Learning how to delegate when you’re a control freak can be somewhat of a challenge!
Actually you don’t even need to be a control freak to struggle. We see such a range of ‘delegatability’ (new word!) across new clients we work with we’ve designed an onboarding process to help them.
In this article we’ll share 5 tips to help you, because successful delegation, in short has 3 outcomes:
- You’ll get more done across your business.
- You’ll have more time to spend doing tasks you should be doing.
- You’ll get your life back!
Honesty time ! Are you ...
Don’t panic if you are, this is a judgement-free zone! The pressures of running a business can make you hold tightly onto control, but this will hold you back. Learning to delegate is an essential skill as a leader, one that will get your productivity to skyrocket. But this transition can be quite a challenge, so we’re here to help you!
Step 1: Change your mindset
The biggest hurdle you face learning to delegate is being stuck in your ways or reluctant to change. It’s normal to be afraid of letting go of control, that if you don’t do everything yourself then nothing will be up to par. But micromanaging will prevent your business from expanding and frustrate your team who will feel that you don’t trust them. It’s crucial to focus on the positives instead of being ruled by your fears. The more you hold onto a closed-minded outlook, the harder it is to unlearn.
Step 2: Evaluate your workload
You need to decide which tasks you should delegate before you actually hand them off to someone. Take stock of how you spend your time over a 7-10 day period, then determine which tasks don’t have to be done by you.
If someone else could complete a task just as well as you, and you have a long list of things taking time away from your genius zone, you could massively increase your workplace productivity. You can take the task test to identify how you should be prioritising your time, any exercise like this is extremely valuable!
Step 3: Prepare your SOPs
Writing detailed, step-by-step instructions of how any task must be performed is a must for any delegation, but especially important if you have reservations about relinquishing control. Be sure to include photos and screen recordings (Looms), or anything else that will help clearly explain the procedure. You should also include a brief explanation of the purpose and intended outcomes of the task, this will help the person who is performing it understand its relevance to your big picture. Ensure the SOP is easy to follow and doesn’t exclude any information.
Don’t forget that your delegate should have access to all resources and accounts they will need to complete their assigned task. Take care to ensure any confidential information (e.g. logins and passwords) are exchanged securely.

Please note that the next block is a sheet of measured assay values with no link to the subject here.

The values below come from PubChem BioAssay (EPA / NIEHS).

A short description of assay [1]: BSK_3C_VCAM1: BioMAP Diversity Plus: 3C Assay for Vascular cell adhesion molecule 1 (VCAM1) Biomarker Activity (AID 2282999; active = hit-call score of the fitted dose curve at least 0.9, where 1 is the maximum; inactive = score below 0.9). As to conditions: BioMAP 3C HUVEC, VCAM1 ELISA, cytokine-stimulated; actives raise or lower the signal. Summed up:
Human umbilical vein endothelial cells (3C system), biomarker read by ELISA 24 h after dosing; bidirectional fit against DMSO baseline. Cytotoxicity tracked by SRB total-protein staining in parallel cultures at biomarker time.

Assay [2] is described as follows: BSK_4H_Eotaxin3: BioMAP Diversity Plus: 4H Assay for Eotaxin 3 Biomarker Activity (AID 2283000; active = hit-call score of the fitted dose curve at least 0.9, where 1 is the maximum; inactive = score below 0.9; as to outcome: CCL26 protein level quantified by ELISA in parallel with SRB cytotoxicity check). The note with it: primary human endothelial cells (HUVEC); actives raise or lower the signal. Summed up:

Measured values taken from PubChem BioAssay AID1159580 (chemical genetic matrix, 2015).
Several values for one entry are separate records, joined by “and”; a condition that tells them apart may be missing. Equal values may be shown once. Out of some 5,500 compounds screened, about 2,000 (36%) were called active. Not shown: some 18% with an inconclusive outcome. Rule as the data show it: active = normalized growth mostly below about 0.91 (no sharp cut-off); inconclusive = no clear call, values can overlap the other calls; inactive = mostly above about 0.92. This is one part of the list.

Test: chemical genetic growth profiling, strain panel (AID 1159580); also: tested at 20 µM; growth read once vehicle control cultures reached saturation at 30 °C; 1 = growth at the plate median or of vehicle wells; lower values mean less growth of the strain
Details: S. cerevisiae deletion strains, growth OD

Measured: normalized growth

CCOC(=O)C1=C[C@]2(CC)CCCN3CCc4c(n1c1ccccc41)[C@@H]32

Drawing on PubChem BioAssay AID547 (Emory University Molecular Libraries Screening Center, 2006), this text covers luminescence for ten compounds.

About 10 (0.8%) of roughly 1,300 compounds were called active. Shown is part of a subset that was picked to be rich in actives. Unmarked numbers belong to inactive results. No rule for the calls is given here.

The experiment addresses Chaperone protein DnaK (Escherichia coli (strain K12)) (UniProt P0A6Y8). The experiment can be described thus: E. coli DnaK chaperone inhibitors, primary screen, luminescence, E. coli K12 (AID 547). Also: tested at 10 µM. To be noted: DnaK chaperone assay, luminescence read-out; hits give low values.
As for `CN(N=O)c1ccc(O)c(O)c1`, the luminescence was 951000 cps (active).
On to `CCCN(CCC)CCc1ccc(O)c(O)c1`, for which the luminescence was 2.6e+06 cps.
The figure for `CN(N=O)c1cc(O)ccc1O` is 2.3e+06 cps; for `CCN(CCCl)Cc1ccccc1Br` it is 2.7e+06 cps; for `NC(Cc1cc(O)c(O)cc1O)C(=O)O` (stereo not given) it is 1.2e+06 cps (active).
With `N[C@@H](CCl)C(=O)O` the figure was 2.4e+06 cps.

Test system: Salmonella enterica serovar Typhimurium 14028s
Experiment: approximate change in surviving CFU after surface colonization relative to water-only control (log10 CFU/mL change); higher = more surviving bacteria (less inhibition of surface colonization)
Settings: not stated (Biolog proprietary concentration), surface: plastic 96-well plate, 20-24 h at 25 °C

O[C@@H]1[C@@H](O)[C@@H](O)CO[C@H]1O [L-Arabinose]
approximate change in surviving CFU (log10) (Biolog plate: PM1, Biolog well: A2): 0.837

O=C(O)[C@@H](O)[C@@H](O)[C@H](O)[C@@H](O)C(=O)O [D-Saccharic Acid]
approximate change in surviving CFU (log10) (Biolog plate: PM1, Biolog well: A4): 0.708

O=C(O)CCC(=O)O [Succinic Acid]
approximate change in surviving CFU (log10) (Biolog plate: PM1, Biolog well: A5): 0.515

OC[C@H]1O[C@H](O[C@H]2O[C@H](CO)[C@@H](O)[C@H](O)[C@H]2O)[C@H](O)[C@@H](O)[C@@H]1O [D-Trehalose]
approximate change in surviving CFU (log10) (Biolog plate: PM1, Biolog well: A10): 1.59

Click here for more detail on writing a ‘good’ SOP or procedure.
Step 4: Chose the right person
Assigning the right person to delegate to needs to be thought out carefully. Each task must be matched with the right individual, whether they’re a member of your team, a VA or another third party. For people who have trouble delegating, setting up a meeting to talk to the candidate about the task is a must. Meeting face to face (or on Zoom) is a great way to establish trust by giving you a chance to discuss the task, explain the procedure (in a more concise way than the SOP), and for both of you to ask questions. You want to ensure they not only fully understand the task, but that they have the required skills to complete it to your satisfaction.
TIP: we have accountability or quality control measures built into all our procedures. This ensures the business owner retains control by knowing what to check for and the delegate can easily review to mitigate possible errors or risk.
Remember that you don’t have to jump in the deep end with delegation. Start with low-risk tasks, or partially delegate tasks so that they create a draft for you to review and add final touches.
Read this article below for more tips on building trust with a VA:
Step 5: Schedule Check-Ins
Finally, you must establish clear and committed methods of maintaining communication. Delegation is an investment, which means it can take some time at first. Scheduling regular check-ins help build trust, and they serve as a milestone that encourages accountability. It also gives you an opportunity to give (and receive) feedback!
This is an opportunity for you and your team to grow, and when you build enough trust that you can openly share ideas, positive reinforcement and constructive criticism, you are growing as a leader.
It’s important to provide support to your team and credit them for their efforts, and check-ins on the progress of a task or project is a great way to do this.
Bonus: Resist the urge to regress!
When things get difficult, resist the urge to regress back to your old control-freak ways. It’s inevitable that there will be times that you delegate something and aren’t happy with how it’s done. Or you might get discouraged by the time it takes to organise delegation, since preparing SOPs, training and checking-in can chew up a lot of time initially. Your instincts will kick in and you’ll be tempted to double down on micromanaging. Instead, turn your frustration into an opportunity.
Reflect on what went wrong, how this mistake could be prevented in the future, and what else you can learn from this experience.
It’s not until we properly evaluate a situation that we determine what went wrong, whether it was an issue with pairing a delegate with a task, the instructions, a lack of communication or something else entirely. If you can get past this without regressing to your do-it-myself habits, you will be much stronger as a leader.
And achieve much more in the long run!